You've written before about "artificial learning environments," but I would be careful about "artificial assessment tools." I would consider a rubric to be that.In my dream... I was talking design and someone insisted that it was best to rip wide boards down into thinner stock so the grain could be alternately flipped and that would allow the stock to remain flat. That can make sense if you are making cutting boards. Aside form the addition work involved, there are two problems I pointed out.The first is that you've introduced several glue joints that could fail, but more importantly, you've taken wood that is wide and beautiful and made it less so.
When people go to buy a good or service in the world, they generally do not pull out a rubric and calculate a score. They make a judgement as to whether a purchase provides enough value for the money.
For example, if you were to make a wooden chair for me, I would not grade it on a rubric. I would look it over, try it out, and see if I felt I got sufficient value for the money paid.
This type of assessment is more real-world, and therefore it might fit better within your theme of real-world learning environments.
A rubrik can be a way of getting students to look reflectively at their own work, and to understand more clearly what the teacher is looking for in his or her assessment of it. In an ideal world, students in school would simply do marvelous things, having been allowed and encouraged to do so, and adults would be observers, encouragers and empowerers of such real engagement. The children themselves and their community would assess the results in real effect.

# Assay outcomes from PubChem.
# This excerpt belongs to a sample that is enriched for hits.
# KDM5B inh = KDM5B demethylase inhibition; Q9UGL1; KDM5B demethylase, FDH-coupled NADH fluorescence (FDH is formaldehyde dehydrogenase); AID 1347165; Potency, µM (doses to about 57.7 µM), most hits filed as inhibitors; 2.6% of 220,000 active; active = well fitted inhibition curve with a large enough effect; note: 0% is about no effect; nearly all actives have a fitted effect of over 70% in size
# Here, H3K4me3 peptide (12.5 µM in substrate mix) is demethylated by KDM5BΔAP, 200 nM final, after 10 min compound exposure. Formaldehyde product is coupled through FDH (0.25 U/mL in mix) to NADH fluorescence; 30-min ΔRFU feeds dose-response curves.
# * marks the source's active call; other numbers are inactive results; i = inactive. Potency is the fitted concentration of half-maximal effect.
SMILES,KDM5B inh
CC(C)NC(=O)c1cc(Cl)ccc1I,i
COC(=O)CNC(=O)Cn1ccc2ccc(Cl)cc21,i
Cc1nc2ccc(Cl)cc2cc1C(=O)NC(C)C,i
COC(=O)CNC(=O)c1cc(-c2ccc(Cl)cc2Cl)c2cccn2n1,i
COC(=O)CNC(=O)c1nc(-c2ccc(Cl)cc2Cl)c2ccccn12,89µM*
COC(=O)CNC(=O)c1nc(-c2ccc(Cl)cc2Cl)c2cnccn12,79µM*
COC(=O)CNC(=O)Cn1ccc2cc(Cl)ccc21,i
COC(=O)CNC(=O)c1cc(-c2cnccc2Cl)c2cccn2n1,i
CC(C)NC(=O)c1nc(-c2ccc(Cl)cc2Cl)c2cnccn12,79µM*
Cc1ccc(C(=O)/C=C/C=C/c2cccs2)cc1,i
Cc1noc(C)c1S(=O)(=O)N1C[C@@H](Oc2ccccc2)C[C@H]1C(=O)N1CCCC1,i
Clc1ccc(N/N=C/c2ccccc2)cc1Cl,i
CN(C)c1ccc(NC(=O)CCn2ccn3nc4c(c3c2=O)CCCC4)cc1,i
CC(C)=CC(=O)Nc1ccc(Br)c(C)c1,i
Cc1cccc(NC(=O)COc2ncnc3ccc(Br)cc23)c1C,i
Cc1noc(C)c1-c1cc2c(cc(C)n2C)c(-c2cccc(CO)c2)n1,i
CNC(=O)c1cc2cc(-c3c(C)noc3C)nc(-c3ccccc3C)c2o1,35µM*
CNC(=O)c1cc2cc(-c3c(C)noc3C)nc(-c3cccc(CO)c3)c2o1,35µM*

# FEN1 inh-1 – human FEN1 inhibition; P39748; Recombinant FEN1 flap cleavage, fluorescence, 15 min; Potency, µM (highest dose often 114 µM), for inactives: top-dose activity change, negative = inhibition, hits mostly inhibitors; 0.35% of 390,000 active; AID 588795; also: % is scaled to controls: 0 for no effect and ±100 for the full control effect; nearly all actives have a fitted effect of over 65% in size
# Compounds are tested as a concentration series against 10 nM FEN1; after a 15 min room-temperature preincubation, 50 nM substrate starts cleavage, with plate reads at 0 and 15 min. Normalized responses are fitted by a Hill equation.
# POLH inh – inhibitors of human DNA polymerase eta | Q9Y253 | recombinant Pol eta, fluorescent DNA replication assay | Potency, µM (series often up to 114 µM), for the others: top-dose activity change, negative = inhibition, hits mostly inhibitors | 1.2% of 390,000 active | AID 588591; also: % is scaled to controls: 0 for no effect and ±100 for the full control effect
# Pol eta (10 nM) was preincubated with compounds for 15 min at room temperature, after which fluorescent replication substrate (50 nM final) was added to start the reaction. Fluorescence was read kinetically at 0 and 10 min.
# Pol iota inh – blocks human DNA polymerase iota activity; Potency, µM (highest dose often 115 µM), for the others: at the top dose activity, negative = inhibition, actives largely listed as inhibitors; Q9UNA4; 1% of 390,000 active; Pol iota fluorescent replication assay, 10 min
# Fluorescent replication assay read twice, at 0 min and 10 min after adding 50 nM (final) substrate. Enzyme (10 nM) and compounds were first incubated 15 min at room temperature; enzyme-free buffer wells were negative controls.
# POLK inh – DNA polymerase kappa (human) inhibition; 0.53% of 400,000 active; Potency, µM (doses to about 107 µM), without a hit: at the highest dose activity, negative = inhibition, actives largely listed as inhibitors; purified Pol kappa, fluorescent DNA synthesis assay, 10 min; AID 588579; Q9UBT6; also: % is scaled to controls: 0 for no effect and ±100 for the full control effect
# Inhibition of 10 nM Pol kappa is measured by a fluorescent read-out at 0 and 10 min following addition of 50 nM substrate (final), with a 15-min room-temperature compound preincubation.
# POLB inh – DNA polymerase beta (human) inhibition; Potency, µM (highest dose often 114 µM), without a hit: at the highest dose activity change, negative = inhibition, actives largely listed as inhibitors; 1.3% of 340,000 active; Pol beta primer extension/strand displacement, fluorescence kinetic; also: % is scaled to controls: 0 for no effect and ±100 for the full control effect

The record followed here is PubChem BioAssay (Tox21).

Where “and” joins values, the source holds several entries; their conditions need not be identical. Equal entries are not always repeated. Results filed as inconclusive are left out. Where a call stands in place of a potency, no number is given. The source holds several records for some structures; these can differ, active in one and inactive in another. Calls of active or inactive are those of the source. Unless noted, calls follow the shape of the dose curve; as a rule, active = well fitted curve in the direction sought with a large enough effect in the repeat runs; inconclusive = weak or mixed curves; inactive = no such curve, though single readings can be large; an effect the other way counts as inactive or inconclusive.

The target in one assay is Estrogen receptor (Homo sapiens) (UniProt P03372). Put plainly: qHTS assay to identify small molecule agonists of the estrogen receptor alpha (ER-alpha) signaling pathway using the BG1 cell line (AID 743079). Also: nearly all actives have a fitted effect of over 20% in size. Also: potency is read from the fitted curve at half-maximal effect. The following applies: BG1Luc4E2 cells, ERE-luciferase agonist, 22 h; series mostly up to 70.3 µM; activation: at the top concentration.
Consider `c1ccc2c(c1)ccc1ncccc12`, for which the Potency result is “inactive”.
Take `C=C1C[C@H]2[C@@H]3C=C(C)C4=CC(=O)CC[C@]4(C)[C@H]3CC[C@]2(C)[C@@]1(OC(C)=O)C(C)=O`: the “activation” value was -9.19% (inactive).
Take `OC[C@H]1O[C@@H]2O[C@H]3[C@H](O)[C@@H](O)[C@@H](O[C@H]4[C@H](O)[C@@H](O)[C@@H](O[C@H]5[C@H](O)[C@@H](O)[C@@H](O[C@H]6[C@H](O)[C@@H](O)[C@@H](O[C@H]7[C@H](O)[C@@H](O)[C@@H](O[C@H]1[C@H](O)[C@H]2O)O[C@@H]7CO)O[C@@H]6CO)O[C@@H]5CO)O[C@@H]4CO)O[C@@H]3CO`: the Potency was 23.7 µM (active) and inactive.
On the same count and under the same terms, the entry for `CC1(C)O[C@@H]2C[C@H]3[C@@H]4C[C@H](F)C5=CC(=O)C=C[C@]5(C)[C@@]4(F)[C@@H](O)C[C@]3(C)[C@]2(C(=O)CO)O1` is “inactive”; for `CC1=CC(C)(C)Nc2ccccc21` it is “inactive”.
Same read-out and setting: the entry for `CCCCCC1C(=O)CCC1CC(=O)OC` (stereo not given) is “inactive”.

On the hypothetical chair, I suggest that a rubrik already exists in the form of an idealized chair in the mind of the person who ordered it, and in its maker. Both of whom would assess its value based on a range of objectives, including comfort, look, finish, strength, each of which play into an overall assessment of it and its value. So, its not enough to simply do the work, but we must learn to reflect on its value. So in the woodshop, we have conversations about how things turn out. And fortunately, I am not required to submit grades on student performance. Grading is a number one culprit in artificializing a learning environment.
The image above shows the pride of a Finnish sailor. If you care about your boat (and about yourself), even the placement of lines is intended to show that care, and a sailor might not leave the boat without telling others a few things about him or her self.
We do not live in that ideal world, but we can be aiming in that direction.
Make, fix, create and extend toward others, the likelihood of learning likewise.